But, really, who cares what I wanted?

Today, I can’t in good conscience recommend that developers use NFTs within their games or other software products. Don’t do it. It’s bad for your users and your ecosystem, and in the long run, it will be bad for your business. Lastly, it’s bad for the developers that need to implement it.

If you, for whatever reason, disagree, I suggest that you don’t create a limited supply and you don’t charge for them. Give them away to your community for free. That’s what they are worth.

I’ve tried to get this viewpoint across to everyone that I’ve worked with, to no avail. Mostly, at this point, I’ve just given up. I see very few projects that seem to understand why there was so much pushback from gamers, developers, and publishers. They are stuck in a for-profit mindset that limits their vision and potential. The way that they are integrating NFTs into their stack is a reflection of that.

How NFTs are currently being implemented in games and other software is just the modern-day version of the same abusive bullshit that I’ve seen throughout my career.

I have tried almost every version of NFTs over the past six years. I bought fake land. I bought fake art. I bought profile pics. I bought in-game assets. I talked to everybody and I tried hard to understand every viewpoint. I wanted to see for myself how things worked, how developers were using the tech, and how it affected end users.

The only meaningful interactions that I had over the years were with struggling artists who used NFTs to fund their creative pursuits. Mostly, those artists weren’t even really offering anything in exchange. They minted their fake art. I paid for it. They used that money to make more cool stuff. It was straightforward and it was honest. I knew exactly what I was getting into.

Within the context of gaming, NFTs enable fake scarcity, market manipulation, and rug pulls that underscore that these digital assets are not for the benefit of the end-users who just want to play a fun game. They are just another way to squeeze money from users for the benefit of the people who are running the show. No wonder people hate them. No wonder smart developers are stepping back from plans to use them in their games.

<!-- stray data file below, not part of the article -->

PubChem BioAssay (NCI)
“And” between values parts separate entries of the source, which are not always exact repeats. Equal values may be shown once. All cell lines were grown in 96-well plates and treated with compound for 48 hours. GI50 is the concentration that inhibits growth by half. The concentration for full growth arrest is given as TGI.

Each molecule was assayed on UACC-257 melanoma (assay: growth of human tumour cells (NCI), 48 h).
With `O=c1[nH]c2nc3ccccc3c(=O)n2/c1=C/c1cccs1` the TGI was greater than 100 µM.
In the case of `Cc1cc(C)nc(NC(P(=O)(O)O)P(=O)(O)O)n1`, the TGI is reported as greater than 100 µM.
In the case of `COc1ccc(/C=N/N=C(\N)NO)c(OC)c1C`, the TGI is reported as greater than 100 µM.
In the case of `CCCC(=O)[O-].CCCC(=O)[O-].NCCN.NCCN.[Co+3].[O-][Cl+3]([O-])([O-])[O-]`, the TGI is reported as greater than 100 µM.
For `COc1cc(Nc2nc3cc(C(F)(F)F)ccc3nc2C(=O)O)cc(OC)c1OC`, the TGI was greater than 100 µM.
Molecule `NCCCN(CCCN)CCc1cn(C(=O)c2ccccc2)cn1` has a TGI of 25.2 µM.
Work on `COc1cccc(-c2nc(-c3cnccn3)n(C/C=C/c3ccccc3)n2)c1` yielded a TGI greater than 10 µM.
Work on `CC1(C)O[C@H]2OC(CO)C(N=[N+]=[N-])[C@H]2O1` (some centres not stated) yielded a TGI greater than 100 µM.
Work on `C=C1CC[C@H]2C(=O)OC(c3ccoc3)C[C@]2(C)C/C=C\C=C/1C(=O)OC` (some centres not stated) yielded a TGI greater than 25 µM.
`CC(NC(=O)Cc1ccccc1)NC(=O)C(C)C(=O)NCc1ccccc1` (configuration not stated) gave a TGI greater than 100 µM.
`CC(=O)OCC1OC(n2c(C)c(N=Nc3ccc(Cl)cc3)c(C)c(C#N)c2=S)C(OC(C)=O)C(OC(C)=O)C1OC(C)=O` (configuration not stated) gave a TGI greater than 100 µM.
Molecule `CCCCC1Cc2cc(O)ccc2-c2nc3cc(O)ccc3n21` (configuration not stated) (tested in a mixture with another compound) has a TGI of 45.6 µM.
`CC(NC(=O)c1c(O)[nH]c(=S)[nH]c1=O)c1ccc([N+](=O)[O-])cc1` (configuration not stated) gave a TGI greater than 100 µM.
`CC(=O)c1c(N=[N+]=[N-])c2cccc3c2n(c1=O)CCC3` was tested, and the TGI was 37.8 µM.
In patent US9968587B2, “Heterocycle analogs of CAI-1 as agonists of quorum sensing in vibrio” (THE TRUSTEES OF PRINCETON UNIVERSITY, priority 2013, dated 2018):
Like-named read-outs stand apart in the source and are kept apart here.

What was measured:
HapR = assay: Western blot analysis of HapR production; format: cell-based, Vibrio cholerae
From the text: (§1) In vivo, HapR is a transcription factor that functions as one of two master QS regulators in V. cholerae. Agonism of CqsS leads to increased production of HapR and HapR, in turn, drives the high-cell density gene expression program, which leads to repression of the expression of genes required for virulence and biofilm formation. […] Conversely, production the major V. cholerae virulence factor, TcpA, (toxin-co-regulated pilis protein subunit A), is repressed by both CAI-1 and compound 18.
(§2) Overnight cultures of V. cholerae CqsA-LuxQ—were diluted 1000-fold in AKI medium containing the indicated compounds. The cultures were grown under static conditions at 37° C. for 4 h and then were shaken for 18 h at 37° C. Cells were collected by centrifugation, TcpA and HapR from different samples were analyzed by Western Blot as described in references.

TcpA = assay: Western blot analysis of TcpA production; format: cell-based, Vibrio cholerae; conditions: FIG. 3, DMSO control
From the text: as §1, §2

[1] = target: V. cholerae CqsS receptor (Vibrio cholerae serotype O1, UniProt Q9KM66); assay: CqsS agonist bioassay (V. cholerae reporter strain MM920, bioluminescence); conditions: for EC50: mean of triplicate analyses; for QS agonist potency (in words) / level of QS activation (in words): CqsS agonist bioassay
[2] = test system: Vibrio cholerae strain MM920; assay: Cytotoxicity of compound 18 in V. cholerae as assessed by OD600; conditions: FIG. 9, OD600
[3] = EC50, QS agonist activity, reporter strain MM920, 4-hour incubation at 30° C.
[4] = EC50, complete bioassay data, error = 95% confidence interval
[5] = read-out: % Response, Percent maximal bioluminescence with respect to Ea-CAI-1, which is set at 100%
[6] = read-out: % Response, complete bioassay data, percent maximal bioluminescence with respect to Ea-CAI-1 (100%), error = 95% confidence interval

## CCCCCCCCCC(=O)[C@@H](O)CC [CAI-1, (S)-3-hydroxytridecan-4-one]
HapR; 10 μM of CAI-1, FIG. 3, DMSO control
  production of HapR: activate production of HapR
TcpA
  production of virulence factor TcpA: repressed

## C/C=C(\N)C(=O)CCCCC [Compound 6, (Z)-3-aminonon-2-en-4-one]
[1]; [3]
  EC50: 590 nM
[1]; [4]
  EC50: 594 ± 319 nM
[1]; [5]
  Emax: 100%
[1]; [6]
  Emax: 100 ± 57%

That’s not what I wanted for the software that I was trying to get built, but here we are. No one person is ever in control of the fate of a market. We’re all just along for the ride. I regret being part of it.

I think that the main problem with blockchain technologies is not the tech at all. For the most part, many of the core technology challenges have been solved and we are at a scaling phase. The main problem today is a people problem. If you build networks on which anyone can do anything, bad people will do bad things. No amount of altruistic intent will change that. You have to choose to do the right thing and most people don’t.

What is wrong with blockchain networks is simply that this truth is not accepted. It isn’t taken as a fact that things are bad and solutions aren’t discussed at a product level. Developers are focused on producing technical solutions and are not addressing the very real human problems. Until they are, mainstream audiences should maintain a healthy distance.

We can deal with the wider software abuse patterns in the market by voting with our wallets. It all boils down to that. We have a choice in what software we use, and what we pay for. I choose to use open-source software when I can, and use the products of companies I want to support when I can’t. You should, too.

Oh, and let NFTs die. It’s time.